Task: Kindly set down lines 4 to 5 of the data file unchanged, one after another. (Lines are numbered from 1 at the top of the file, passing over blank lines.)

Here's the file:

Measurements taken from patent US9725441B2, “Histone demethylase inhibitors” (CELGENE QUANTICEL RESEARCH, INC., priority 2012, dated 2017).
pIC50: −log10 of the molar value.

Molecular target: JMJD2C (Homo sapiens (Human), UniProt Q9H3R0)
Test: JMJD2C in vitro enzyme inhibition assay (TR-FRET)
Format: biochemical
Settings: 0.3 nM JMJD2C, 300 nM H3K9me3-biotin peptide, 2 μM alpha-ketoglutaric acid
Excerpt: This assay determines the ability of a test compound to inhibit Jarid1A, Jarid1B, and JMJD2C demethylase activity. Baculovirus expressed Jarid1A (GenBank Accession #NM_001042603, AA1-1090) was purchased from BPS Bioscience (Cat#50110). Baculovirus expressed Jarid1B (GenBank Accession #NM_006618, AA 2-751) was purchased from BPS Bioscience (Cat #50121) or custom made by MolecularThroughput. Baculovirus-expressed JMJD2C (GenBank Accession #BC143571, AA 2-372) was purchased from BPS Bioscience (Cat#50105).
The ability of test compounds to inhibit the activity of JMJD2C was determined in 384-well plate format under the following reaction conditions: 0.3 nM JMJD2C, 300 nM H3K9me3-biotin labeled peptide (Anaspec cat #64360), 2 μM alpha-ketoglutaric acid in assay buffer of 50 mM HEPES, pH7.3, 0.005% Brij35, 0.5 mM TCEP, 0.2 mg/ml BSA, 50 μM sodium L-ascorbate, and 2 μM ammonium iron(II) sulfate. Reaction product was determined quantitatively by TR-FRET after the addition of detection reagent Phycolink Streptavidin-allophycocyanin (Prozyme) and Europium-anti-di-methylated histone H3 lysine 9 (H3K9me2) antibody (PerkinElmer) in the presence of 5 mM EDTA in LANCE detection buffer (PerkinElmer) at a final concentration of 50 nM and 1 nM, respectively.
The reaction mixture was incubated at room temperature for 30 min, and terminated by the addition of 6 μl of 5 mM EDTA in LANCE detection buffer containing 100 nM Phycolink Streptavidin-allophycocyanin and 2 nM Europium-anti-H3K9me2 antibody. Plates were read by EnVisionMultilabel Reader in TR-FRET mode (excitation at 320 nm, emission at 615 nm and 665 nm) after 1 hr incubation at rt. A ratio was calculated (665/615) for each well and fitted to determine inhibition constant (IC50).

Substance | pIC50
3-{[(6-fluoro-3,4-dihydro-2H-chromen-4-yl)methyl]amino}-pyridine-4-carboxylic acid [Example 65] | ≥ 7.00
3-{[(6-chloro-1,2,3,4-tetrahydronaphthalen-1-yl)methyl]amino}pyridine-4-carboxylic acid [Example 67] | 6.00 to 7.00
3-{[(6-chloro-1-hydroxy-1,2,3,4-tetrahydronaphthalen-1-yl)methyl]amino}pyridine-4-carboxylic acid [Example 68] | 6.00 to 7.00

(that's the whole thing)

Test: JMJD2C in vitro enzyme inhibition assay (TR-FRET)
Format: biochemical